Root Coverage Procedures in the Treatment of Gingival Recession Hend AL-Harbi, BDS, Nadir Babay, DDS,MS, DESM Introduction: Gingival recession can be defined.
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Presentation on theme: "Root Coverage Procedures in the Treatment of Gingival Recession Hend AL-Harbi, BDS, Nadir Babay, DDS,MS, DESM Introduction: Gingival recession can be defined."— Presentation transcript:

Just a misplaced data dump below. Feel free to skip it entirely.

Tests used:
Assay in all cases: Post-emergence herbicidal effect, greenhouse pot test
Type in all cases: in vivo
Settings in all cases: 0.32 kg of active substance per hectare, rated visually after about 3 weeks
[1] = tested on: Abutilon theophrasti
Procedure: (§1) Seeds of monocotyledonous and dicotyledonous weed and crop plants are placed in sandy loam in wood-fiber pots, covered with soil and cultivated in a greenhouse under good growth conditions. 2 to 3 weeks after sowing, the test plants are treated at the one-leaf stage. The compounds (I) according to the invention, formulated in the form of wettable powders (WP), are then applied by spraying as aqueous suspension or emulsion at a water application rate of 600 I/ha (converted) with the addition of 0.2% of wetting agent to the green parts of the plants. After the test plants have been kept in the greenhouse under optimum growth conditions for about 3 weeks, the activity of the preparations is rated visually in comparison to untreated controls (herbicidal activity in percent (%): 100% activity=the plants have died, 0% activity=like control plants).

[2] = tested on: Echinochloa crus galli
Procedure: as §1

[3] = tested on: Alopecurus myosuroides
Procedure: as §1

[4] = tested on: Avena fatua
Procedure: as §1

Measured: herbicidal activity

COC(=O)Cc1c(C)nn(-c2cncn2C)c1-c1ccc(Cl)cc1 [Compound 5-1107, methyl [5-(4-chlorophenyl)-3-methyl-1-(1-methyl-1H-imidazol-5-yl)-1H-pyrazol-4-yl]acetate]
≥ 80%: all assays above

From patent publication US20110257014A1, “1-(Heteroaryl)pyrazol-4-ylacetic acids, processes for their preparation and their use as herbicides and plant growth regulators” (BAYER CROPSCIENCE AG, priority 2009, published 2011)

Root Coverage Procedures in the Treatment of Gingival Recession Hend AL-Harbi, BDS, Nadir Babay, DDS,MS, DESM Introduction: Gingival recession can be defined as the displacement of the gingival margin apical to the cementoenamel junction. Exposition of the radicular surface of the tooth due to destruction of the marginal gingival and of the epithelial attachment that will be reestablished at a more apical position. Its prevalence among periodontal patients is high due to disease progression and mechanical trauma as a result of improper use of oral hygiene tools e.g. vigorous brushing. Buccal recessions are most common and more advanced at single-rooted teeth than at molars. Root coverage, 100% or partial, is possible in Class I-III gingival recession Aesthetic concerns are usually the reason to perform many surgical techniques to correct labial, gingival recession defects. Hypersensitivity and changing the tomography of the marginal soft tissue in order to facilitate plaque control are also indications for root coverage procedures. Classification of Gingival recession by Miller (1985): Cl.I: Marginal tissue recession which does not extend to the mucogingival junction - No periodontal bone loss in the interdental area Cl.II: Marginal tissue recession which extends to or beyond the mucogingival junction - No periodontal loss in the interdental area Cl.III: Marginal tissue recession which extends to or beyond the mucogingival junction - Bone or soft tissue loss in the interdental area or malpositioning of the teeth, preventing 100% root coverage Cl.IV: Marginal tissue recession which extends to or beyond the mucogingival junction - Severe bone or soft tissue loss in the interdental area and/or malpositioning of teeth Discussion and Conclusion: The factor most influencing the result is blood supply to the grafted tissue. The pedicle soft tissue graft technique allows for possible root coverage in retaining good apical blood supply. The free gingival graft procedure ensures thickness and keratinization which provides a suitable housing for the gingival margin of a tooth or crown. The subepithelial connective tissue graft combines the features of the pedicle and the free gingival graft. Connective tissue grafts receives abundant blood supply from two sources (the periostium and the overlaying flap) which gives high predictability and successful root coverage. In comparison to a typical free gingival graft, a connective tissue graft produces more esthetic results and its palatal donor sites are less invasive. Professional evaluation of degree of root coverage, color match of the tissues including (alveolar mucosa, preexisting keratinized tissues and gingival graft), soft tissue appearance and location of the mucogingival line are important factors for successful aesthetic outcome of root coverage procedures. The overall aesthetic outcome depends on final color and tissue blend of the grafted area. Nevertheless, careful decision making prior to root coverage procedures will enhance the success rate for these efforts. Funding Source Etiology: Uneven atrophy of the gingival margin Calculus deposits Trauma caused by tooth brushing Gingival lesions associated with plaque Direct trauma (accident, fingernails) Predisposing Factors: Inadequate attached gingiva Malpositioning of the teeth Orthodontic Movements Contraindication: free gingival graft: - Extensive gingival recession - Esthetic cases Connective tissue graft: - High predictability - Graft receives abundant blood supply from 2 sources - Wound closed at palatal donor site after harvest of connective tissue graft - Esthetically pleasing results - Applicable for gingival recession on multiple teeth Indication: Cl.I and Cl.II 100% ROOT COVERAGE Cl.III partial root coverage free gingival graft: All cases where root coverage is necessary except when a graft of sufficient thickness (1.5-2.0 mm) cannot be harvested. Connective tissue graft: 88% root coverage in areas of severe gingival recession Greater amount of root coverage and rate of complete coverage with the use of connective tissue grafts as compared to free gingival grafts. Case of free gingival graft: Disadvantages Poor ability to provide blood supply to the graft for root coverage Exposed deep and large wound on the palatal mucosa Inferior esthetic results due to scarring Surgery required in 2 areas Case of connective tissue graft: Disadvantages: Technically demanding - Gingivoplasty may be necessary postoperatively Criteria for successful root coverage: Gingival margin is on the CEJ. Depth of gingival sulcus is within 2 mm. No bleeding on probing No hypersensitivity Esthetically harmonious color match with adjacent tissue